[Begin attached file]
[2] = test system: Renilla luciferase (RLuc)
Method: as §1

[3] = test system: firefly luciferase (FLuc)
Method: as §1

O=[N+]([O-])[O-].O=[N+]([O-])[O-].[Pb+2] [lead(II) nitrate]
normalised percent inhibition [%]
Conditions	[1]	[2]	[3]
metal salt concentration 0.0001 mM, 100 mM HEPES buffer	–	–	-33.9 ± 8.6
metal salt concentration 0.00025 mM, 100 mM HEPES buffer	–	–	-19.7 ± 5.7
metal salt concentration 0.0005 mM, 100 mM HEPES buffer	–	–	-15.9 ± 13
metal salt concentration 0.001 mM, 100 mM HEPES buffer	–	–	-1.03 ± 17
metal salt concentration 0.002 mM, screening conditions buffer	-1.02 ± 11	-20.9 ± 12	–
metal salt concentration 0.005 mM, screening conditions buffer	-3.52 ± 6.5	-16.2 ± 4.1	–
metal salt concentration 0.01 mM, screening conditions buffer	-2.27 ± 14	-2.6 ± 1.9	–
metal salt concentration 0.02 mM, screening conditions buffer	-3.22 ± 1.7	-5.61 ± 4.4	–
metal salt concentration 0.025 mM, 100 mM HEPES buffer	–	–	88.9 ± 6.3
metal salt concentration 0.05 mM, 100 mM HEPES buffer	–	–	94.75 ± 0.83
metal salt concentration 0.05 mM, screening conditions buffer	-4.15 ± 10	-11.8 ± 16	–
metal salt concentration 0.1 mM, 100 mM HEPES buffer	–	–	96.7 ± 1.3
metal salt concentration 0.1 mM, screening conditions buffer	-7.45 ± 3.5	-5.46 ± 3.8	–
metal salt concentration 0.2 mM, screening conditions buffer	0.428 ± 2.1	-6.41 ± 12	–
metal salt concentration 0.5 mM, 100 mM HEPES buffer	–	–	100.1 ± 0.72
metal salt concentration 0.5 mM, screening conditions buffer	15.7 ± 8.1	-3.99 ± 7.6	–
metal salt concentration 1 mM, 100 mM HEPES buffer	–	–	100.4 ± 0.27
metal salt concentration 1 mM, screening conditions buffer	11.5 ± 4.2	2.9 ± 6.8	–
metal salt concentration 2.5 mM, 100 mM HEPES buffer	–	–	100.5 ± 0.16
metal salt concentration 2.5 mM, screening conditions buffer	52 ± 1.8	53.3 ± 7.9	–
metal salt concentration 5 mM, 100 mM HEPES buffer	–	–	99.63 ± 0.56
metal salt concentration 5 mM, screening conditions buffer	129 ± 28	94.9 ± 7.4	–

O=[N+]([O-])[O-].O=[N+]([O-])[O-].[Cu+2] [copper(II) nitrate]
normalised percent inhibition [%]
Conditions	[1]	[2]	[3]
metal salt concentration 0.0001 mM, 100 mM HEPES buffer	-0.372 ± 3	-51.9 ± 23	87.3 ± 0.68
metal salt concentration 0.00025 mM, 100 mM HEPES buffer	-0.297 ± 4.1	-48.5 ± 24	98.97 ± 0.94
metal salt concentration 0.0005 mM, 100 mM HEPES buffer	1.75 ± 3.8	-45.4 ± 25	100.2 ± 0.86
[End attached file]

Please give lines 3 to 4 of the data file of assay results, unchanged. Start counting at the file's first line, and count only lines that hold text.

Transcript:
[3] = test system: firefly luciferase (FLuc)
Method: as §1